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Innovation Infusion - Dr. David Weaver: Review and Reflection

Review and Reflection on Dr. David Weaver’s Innovation Infusion Section

On December 11th, 2014, Dr David Weaver from Griff University, Australia delivered a presentation on the topic: From Monitoring and Management to Motivation and Mobilization: Toward a Revolution in Park/Visitor Relations. He demonstrated his research findings collected from the Lamington and Springbrook National Parks, Australia. He pointed out that the trends in park visitation is addressing the fact that visitors are  increasingly important revenues for parks, therefore there should be a shift in managing visitors, instead of purely treating them as a threat. He also provided solutions on how to enable this shift. The presentation is over, but the discussion is ongoing.

Reflections from Dr. Pete Parker, Professor of Faculty of Management

Parks Do More than Preserve Biodiversity
Although Dr. Weaver was presenting his findings from research conducted in Australia, the results echo what is currently happening throughout the world. Parks are more and more becoming isolated refuges of biodiversity that are increasingly dependent on dwindling public funding systems. Economists call on parks to start paying for themselves via visitor fees while biologists push to keep more people away. Dr. Weaver spoke about the need to move away from strictly monitoring and managing visitors to prevent degradation, but rather to positively motivate and mobilize them so they chose to actively participate in biodiversity conservation. The “leave no trace” mantra should be changed from “take only pictures, leave only footprints” to something more positive such as “take only transformational experiences and leave only positive impacts” (like planting a tree, removing an invasive species, or donating resources).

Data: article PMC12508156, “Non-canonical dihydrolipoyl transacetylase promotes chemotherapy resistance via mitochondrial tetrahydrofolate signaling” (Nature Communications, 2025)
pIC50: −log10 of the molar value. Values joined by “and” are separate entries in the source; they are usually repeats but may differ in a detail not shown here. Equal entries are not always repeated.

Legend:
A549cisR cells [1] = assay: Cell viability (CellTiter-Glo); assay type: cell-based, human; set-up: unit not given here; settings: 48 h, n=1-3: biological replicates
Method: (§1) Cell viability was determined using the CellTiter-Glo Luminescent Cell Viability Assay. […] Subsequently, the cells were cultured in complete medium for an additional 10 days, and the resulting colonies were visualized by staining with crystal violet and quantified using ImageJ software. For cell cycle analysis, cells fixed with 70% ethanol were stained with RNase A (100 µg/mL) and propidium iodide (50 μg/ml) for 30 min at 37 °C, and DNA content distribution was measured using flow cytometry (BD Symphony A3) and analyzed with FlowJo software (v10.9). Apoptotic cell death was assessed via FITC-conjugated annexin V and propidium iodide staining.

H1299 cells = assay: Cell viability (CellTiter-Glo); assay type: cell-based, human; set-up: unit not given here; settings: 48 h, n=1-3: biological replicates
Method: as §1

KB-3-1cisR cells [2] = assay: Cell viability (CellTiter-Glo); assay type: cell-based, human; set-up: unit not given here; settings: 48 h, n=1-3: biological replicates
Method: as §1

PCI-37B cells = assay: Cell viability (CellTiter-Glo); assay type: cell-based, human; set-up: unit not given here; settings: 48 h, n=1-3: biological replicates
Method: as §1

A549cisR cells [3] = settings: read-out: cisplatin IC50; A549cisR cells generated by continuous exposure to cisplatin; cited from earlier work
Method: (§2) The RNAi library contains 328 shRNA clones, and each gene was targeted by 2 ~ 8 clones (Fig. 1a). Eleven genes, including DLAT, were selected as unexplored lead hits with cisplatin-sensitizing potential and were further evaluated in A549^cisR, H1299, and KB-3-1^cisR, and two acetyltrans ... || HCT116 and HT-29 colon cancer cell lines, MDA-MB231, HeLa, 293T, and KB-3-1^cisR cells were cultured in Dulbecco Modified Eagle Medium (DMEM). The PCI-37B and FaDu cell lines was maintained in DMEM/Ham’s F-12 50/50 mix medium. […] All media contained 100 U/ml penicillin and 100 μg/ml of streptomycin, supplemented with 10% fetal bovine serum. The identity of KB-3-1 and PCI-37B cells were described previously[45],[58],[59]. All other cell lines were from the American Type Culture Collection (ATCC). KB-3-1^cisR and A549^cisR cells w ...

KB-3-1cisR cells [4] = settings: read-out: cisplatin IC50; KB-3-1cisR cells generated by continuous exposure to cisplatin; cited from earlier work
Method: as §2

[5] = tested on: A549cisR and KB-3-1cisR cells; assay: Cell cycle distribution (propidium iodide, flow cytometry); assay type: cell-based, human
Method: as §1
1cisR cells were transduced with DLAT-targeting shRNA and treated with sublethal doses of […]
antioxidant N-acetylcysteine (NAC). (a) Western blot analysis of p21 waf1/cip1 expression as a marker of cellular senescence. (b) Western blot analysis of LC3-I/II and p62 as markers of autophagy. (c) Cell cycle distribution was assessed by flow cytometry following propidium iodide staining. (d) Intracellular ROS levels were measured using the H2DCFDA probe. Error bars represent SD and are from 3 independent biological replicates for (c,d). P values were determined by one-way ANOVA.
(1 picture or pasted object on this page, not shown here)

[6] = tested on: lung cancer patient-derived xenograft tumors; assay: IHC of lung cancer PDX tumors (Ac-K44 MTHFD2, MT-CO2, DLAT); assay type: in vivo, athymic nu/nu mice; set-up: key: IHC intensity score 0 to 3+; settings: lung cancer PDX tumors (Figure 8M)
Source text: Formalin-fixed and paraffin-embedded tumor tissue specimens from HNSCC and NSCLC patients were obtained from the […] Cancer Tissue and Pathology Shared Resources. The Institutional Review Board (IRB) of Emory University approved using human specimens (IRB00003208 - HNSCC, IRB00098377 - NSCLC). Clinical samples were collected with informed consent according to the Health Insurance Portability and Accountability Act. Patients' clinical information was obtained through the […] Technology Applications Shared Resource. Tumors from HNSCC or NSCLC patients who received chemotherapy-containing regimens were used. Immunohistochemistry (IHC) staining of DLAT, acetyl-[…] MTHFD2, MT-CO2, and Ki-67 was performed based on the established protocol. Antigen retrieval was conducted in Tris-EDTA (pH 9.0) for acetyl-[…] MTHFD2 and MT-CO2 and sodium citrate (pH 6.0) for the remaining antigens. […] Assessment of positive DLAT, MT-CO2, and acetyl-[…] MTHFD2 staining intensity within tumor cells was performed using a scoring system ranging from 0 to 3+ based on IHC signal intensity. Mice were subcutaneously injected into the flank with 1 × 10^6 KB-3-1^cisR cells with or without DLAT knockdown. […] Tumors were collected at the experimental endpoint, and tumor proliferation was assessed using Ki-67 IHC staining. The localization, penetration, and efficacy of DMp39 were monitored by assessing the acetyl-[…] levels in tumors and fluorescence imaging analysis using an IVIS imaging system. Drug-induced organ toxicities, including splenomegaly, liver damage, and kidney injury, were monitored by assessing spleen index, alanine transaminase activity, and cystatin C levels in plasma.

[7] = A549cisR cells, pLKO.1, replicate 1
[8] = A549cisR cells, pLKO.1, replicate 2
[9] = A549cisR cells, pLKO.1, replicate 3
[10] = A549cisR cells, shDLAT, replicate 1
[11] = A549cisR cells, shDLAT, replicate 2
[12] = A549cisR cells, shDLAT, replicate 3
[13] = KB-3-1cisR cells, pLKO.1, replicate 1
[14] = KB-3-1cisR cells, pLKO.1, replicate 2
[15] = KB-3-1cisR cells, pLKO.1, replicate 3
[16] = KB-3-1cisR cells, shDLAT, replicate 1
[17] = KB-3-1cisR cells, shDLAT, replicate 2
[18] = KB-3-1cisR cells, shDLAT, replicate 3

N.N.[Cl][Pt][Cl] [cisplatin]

In response to decreasing funds, Dr. Weaver calls for park managers to focus on stimulating active participation from visitors in the management of the public lands. His research found a strong appetite for involvement among nearby park residents, even within the millennial generation. British Columbia manages 972 parks and protected areas covering over 13 million hectares with a budget that lost over $10 million during the past decade. I am now motivated to participate in the management of my parks… how about you?

Reflections from MASLM Students

Revolution in Park/Visitor Relations: from “People or Parks” to “People and Parks”
Leave no trace? Take only pictures? Leave only footprints?
This current outdoor ethics in the efforts of minimizing the impacts of visitors and promoting responsible outdoor recreation and conservation has been challenged by Dr. David Weaver in his lecture “From Monitoring and Management to Motivation and Mobilization: Toward a Revolution in Park/Visitor Relations”. As he points out, increased reliance on visitor-related revenue has placed visitors in significant positions in parks conservation. Thus traditional models of treating visitors as potential threats to protected areas should be replaced by a new model, which is motivating and mobilizing visitors towards positive engagement in those protected parks rather than monitoring and managing visitors.
Changing visitors’ behaviors is always challenging, however, there is a great opportunity for the vast majority of incidental activism to be transformed to focused activism. This could only happen when visitors are actually engaged in the parks. So as Dr. David Weaver suggests, parks should be “disturbed” by visitors. Only through this “disturbance”, visitors can potentially be transformed by their experience, being motivated and mobilized towards focused activism.
Do leave a trace, but a positive one!
                                                       --Yufan Yang (Veronica)

A Strategy to form a Community Base for Increasing Park Betterment